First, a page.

Furthermore, when determining what "investment" meant, it was necessary to have regard to the context, and the object and purpose of the BIT. In this regard, the preamble of the BIT referred to the promotion and protection of foreign investments. By contrast, the ATEC (concluded on the same day as the BIT) was concerned with the sale of goods and trade. The tribunal concluded that the state parties had adopted a distinction between trade and investment, and had concluded a special and discrete treaty to govern the former. To mechanically apply the lettered sub-paragraphs would effectively destroy the distinction for which they had bargained.
The tribunal observed that, giving "investment" its ordinary meaning, one would expect to see the commitment of funds or assets over a period of time and entailing some risk, with the purpose of receiving a profit in return. Here, the short duration and purely commercial risk of the supply transaction indicated that it was a one-off commercial transaction, and did not qualify as an "investment" for these purposes. Although it would be possible for contracting States to deem any kind of asset or transaction as an investment (including even a one-off sale contract), it would be necessary in such cases for the wording to leave no doubt that this was the parties' intention.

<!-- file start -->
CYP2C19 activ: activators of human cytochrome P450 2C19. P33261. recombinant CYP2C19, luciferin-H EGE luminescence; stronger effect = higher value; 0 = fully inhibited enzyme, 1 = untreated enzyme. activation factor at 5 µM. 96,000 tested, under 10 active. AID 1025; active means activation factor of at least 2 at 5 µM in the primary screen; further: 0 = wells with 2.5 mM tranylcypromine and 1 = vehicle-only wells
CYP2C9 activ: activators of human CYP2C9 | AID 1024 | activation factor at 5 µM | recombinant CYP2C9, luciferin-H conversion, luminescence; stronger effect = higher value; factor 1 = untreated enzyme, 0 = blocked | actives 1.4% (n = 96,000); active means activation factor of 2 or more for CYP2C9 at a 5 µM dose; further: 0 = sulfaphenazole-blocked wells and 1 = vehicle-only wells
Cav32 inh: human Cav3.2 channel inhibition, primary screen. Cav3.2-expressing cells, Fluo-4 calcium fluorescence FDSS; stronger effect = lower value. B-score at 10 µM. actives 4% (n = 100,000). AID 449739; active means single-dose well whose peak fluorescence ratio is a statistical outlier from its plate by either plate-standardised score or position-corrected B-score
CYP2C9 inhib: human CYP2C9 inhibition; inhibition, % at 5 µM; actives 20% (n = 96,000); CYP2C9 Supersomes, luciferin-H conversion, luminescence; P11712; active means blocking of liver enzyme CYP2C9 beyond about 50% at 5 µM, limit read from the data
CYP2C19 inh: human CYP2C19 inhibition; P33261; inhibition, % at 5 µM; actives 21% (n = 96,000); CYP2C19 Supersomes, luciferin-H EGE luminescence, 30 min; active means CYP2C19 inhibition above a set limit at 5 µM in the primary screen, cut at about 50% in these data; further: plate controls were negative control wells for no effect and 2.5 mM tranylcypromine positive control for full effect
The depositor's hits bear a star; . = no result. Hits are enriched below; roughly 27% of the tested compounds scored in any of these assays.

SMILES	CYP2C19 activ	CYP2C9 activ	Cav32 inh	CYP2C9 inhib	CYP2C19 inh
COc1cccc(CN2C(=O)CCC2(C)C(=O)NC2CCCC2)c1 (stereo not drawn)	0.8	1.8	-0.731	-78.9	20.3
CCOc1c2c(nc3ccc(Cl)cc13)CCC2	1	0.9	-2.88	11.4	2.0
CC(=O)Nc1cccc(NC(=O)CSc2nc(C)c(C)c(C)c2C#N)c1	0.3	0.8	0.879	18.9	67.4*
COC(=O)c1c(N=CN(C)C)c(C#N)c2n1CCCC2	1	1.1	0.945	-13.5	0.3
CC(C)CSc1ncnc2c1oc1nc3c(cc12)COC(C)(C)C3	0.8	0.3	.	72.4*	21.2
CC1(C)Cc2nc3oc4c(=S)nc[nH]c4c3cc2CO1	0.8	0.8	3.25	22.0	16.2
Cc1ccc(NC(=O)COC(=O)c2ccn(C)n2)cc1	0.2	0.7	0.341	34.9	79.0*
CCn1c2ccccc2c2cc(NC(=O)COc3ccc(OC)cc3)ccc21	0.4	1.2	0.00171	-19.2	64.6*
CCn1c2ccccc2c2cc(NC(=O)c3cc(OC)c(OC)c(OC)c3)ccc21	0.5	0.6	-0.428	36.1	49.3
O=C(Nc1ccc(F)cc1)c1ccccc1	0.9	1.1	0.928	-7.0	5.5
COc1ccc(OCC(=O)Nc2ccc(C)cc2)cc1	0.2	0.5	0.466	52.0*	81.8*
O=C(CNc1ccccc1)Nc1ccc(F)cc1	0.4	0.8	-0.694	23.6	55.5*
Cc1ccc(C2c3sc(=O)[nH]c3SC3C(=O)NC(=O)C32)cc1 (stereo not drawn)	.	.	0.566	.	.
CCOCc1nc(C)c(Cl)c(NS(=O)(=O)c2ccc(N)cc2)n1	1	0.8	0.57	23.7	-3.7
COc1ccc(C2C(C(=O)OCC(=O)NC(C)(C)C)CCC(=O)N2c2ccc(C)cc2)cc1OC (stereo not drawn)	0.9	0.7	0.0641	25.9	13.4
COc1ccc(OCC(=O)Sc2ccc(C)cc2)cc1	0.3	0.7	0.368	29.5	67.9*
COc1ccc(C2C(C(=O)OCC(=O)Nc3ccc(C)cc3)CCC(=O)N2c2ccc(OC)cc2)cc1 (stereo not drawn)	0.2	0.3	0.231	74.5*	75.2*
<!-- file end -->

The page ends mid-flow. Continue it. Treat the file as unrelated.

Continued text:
The tribunal's award is of interest in a number of respects.
The meaning of "investment" for jurisdictional purposes is, as the tribunal noted, an area of some controversy in investment treaty arbitration. However, it is an issue which has, for the most part, been considered in the context of ICSID arbitration. Here, although noting that it was not bound by ICSID awards, the tribunal adopted an approach similar to the more pragmatic post-Salini strand of authority, having regard to certain benchmarks such as duration and risk, but in a flexible way.
Note, further, that the tribunal was clearly influenced by the fact that Romak's approach could create a new avenue for the review of commercial arbitral awards, whereby claimants could argue that a commercial transaction amounted to an investment and, therefore, that a refusal to enforce an arbitral award amounted to breach of BIT protections. That would clearly be a most undesirable consequence (paragraphs 186-187).